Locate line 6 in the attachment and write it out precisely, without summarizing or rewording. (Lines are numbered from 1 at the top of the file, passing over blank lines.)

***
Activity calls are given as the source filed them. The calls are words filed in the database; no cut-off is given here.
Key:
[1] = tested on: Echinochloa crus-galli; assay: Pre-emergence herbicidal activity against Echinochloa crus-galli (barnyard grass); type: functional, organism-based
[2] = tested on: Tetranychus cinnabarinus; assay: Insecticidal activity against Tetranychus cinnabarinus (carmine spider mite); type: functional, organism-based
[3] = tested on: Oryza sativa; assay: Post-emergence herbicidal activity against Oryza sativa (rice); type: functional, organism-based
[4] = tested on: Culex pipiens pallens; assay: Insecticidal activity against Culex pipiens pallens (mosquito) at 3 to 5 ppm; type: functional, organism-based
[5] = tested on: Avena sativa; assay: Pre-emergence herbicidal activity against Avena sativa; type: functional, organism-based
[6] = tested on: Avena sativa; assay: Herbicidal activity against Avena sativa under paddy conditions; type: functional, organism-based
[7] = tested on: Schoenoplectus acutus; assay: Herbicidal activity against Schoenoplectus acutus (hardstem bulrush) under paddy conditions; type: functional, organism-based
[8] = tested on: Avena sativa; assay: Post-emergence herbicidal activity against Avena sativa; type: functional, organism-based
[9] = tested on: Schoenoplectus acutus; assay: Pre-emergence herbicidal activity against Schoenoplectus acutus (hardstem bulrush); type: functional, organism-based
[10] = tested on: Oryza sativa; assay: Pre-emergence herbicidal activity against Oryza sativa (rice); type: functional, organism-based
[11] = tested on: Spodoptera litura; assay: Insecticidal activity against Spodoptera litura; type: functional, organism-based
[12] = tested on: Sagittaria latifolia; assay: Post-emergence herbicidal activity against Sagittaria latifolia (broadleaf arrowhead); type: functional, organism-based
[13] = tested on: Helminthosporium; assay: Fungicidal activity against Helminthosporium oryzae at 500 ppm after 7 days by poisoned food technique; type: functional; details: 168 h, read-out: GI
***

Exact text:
[4] = tested on: Culex pipiens pallens; assay: Insecticidal activity against Culex pipiens pallens (mosquito) at 3 to 5 ppm; type: functional, organism-based